The comestic surgery centre embroiled in the controversial death of an Australian patient has defended the treatment it had provided.
The Beverly Wilshire Medical Centre (BWMC) said that its doctors and support staff had given their best medical and surgical care to Leigh Aiple when they treated him in April 2014.
“Necessary steps to prevent and minimise possible risks had been taken, including the prevention of deep vein thrombosis,” Dr M Nasir Zahari, the surgeon who operated on Aiple, said in a statement on behalf of the medical centre.
Aiple (photo) had died two weeks after he underwent two surgeries at the BWMC.
While being treated, he had reportedly suffered a complicated recovery including ruptured wounds.
A report by a coroner in Victoria released on Dec 4 this year, implied that the standard of care at the BWMC was well below what is practiced in Australia.
Nasir (photo), who graduated from Edinburgh’s Royal College of Surgeons (FCRS) and has 18 years of experience, said he had fully explained to Aiple prior to the surgery with regard to the procedures, post-operative care, and the possible risks and complications.
He added that both he and the BWMC had given their full cooperation with the Australian authorities, and extended their sympathies to Aiple’s next-of-kin.
However, they declined to comment further as they have yet to receive a copy of the findings.
Besides questioning the standard of care provided by Nasir and the BWMC, the Australian coroner’s report had also noted several differing views between the surgeon and Mark Ashton, the former head of plastic surgery at the Royal Melbourne Hospital.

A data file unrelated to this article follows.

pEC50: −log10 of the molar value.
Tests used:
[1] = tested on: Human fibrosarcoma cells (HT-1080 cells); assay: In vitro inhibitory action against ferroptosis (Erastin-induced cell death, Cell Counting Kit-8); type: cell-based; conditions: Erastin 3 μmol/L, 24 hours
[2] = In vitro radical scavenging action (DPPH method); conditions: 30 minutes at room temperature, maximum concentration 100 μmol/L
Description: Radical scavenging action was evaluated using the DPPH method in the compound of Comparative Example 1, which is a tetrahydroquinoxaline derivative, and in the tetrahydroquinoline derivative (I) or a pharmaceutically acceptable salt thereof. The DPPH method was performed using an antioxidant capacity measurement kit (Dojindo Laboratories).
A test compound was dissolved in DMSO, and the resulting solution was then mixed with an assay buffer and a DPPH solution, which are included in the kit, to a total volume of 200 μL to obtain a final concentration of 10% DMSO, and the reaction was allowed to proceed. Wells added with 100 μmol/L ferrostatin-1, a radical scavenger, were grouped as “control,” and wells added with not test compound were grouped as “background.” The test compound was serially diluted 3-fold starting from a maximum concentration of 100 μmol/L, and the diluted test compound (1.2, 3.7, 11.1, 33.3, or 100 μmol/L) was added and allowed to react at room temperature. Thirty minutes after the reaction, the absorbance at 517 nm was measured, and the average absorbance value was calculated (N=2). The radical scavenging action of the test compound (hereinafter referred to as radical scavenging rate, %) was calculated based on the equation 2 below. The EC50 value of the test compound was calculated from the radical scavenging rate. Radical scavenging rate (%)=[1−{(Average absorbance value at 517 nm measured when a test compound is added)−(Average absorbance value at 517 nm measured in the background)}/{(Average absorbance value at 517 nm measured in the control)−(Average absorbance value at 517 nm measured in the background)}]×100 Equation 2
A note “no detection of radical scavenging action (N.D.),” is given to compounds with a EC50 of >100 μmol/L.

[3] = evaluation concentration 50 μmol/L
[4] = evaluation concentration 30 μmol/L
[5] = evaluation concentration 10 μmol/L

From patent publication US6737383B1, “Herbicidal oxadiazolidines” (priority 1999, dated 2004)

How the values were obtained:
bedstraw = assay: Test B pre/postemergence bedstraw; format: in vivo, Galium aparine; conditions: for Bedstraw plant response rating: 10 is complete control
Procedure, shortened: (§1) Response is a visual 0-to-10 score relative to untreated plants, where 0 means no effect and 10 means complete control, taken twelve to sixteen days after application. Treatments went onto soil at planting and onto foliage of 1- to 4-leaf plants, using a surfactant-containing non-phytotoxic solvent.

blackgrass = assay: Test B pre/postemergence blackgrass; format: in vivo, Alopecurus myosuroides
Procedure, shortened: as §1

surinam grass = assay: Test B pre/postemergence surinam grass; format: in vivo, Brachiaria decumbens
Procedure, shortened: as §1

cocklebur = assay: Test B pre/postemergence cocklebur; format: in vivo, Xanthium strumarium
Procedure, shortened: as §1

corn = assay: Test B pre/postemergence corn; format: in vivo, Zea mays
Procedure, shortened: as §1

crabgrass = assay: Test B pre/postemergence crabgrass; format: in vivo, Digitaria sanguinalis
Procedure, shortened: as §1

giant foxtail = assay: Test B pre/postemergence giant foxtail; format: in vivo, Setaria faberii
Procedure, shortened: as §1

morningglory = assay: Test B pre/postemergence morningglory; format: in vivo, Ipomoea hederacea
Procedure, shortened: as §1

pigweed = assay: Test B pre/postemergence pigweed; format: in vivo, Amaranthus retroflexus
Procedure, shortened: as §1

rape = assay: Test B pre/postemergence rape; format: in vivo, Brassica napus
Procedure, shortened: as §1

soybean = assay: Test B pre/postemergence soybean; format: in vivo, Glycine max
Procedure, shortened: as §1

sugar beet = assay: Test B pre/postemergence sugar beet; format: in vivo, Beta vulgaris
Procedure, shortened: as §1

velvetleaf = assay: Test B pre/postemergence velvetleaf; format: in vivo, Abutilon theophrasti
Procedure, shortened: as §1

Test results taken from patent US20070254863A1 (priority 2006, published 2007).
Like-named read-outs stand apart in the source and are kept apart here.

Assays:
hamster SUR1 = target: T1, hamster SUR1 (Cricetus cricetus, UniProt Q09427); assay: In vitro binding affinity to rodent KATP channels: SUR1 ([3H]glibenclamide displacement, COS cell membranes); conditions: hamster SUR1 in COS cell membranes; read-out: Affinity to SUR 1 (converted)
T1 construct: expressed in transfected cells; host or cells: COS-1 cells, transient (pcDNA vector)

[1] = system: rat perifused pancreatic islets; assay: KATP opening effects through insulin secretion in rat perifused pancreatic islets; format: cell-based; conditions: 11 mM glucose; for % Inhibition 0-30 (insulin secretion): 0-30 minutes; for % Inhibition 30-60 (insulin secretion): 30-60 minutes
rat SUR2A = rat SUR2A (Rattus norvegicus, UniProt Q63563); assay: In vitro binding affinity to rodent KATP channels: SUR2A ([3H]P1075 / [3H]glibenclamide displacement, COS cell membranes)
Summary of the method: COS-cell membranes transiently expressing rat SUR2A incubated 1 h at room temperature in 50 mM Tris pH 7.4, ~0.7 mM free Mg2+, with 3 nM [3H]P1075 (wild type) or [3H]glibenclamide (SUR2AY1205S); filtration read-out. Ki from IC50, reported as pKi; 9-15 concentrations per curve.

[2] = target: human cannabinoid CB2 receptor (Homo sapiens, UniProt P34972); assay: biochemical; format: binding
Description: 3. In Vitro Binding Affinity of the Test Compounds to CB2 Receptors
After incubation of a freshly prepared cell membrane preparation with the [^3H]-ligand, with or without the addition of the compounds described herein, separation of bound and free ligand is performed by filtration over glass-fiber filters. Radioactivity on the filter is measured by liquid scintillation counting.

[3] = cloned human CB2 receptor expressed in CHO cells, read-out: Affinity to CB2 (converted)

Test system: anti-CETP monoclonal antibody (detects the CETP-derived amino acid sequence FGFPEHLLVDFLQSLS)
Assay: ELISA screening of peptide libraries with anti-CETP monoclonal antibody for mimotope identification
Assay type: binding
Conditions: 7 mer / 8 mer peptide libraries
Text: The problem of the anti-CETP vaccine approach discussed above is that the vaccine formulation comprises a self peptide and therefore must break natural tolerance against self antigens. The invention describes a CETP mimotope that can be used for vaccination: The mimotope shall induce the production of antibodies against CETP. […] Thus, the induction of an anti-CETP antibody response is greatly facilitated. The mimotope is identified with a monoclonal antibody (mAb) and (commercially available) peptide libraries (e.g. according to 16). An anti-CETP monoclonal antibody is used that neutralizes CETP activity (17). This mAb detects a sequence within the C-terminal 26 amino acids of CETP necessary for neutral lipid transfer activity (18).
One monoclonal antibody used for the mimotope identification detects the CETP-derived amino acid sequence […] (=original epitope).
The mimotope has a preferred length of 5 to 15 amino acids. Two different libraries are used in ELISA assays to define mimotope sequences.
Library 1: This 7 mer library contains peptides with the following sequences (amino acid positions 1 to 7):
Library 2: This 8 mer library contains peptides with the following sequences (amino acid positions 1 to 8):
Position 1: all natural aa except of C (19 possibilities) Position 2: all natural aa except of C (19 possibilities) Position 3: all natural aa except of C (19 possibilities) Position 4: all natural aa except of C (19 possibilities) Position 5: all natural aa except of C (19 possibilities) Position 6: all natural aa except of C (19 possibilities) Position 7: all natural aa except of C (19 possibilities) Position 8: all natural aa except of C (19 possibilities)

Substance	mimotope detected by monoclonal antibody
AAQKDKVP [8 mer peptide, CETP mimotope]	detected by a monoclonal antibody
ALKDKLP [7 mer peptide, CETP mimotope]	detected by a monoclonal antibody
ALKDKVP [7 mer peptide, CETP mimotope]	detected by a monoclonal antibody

For one, Nasir in the report considered that Aipel only faced a “moderate risk” of blood clots and assigned him a low dosage of medication to avoid bleeding.
However, both Ashton and medical literature that the surgeon cited to defend his dosage of medicine, placed Aipel in a high-risk category due to being overweight at 124kg.
The literature cited by Nasir also suggested that the dosage used was only half of what should have been prescribed.
It also noted that the patient should have been under close observation for the first four weeks and be advised against long car rides or flights.
Ashton had also noted that Aiple should have been taken back for surgery when his wounds first started to rupture and discharging him was “the very worst thing that could have been done”.
Nasir, however, believed the wounds had the ability to “close spontaneously” as the rupture or dehiscence were “quite small” at 0.5cm.
Malaysiakini has contacted the Health Ministry for comment on the matter.